The software maker urged the more than a billion users of Flash on Windows, Mac, Chrome and Linux computers to update the product as quickly as possible.
The bug was being exploited in “drive-by” attacks that infect computers with ransomware and poisoned websites.
Ransomware encrypts data, locking up computers, then demands payments that often range from $200 to $600 to unlock each infected PC.
Japanese security software maker Trend Micro Inc said that it had warned Adobe that it had seen attackers exploiting the flaw to infect computers with a type of ransomware known as ‘Cerber’ as early as March 31.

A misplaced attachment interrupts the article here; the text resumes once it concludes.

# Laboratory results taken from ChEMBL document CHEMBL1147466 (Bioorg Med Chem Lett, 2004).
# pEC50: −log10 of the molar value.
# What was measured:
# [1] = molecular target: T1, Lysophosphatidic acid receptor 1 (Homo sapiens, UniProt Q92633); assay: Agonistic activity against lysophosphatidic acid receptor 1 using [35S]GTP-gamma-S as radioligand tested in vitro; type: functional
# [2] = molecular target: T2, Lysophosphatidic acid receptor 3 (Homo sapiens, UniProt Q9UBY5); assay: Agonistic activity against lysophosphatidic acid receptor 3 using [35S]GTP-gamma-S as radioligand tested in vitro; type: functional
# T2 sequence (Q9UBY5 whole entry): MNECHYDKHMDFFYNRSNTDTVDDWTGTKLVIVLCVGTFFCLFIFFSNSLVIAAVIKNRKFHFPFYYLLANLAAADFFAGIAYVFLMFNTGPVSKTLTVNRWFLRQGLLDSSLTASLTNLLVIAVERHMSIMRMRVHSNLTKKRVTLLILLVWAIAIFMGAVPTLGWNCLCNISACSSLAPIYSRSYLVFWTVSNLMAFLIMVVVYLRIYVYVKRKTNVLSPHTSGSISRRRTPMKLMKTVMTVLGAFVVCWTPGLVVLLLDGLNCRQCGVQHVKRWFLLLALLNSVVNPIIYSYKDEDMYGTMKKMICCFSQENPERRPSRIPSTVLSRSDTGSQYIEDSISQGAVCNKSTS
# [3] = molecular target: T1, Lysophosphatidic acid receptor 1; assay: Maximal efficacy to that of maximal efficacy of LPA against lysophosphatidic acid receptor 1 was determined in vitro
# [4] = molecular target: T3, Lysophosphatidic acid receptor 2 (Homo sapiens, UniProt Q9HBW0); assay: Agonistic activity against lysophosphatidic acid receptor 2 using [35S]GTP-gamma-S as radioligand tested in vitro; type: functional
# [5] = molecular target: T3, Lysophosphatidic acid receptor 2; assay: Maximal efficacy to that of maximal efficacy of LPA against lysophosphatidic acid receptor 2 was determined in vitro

Cerber “has a ‘voice’ tactic that reads aloud the ransom note to create a sense of urgency and stir users to pay,” Trend Micro said on its blog.
Adobe’s new patch fixes a previously unknown “zero day” security flaw.
FireEye said that the bug was being used to deliver ransomware in what is known as the Magnitude Exploit Kit. This is an automated tool sold on underground forums that hackers use to infect PCs with viruses through tainted websites.